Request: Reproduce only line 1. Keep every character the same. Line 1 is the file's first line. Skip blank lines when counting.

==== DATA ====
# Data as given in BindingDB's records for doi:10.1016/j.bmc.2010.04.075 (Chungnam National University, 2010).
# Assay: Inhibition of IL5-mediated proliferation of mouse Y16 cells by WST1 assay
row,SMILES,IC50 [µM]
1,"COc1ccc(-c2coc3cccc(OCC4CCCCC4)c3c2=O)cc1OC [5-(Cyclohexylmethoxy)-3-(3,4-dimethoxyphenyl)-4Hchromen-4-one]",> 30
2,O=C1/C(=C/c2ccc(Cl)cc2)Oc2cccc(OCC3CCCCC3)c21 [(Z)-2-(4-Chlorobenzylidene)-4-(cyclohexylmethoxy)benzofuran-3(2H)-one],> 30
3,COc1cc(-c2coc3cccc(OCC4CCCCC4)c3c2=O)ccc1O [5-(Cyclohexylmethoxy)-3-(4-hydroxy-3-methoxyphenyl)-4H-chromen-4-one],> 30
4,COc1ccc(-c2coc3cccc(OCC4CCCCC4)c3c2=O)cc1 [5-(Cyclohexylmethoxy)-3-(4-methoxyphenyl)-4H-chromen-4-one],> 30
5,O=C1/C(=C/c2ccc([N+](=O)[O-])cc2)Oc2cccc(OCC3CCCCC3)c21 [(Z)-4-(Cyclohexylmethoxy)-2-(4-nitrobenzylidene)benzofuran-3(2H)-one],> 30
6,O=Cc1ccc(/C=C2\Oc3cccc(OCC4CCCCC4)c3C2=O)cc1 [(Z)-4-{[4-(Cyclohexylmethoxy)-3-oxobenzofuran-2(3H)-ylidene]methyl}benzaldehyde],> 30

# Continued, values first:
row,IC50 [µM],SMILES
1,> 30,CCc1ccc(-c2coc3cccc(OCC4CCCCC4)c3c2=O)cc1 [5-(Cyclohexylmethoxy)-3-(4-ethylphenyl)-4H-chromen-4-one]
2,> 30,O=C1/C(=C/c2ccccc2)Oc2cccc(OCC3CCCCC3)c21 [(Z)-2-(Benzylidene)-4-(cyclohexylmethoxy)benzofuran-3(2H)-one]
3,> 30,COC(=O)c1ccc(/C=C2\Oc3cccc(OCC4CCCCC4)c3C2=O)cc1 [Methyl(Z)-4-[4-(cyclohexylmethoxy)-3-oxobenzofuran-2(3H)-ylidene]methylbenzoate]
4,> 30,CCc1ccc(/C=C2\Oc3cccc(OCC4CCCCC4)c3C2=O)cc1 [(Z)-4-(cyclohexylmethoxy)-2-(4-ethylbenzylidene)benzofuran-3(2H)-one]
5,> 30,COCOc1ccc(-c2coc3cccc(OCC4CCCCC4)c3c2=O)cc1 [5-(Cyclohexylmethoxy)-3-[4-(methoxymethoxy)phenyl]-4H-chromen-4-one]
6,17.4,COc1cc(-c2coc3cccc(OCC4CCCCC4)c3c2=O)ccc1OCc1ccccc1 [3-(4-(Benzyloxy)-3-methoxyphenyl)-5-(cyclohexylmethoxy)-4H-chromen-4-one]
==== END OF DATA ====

# Data as given in BindingDB's records for doi:10.1016/j.bmc.2010.04.075 (Chungnam National University, 2010).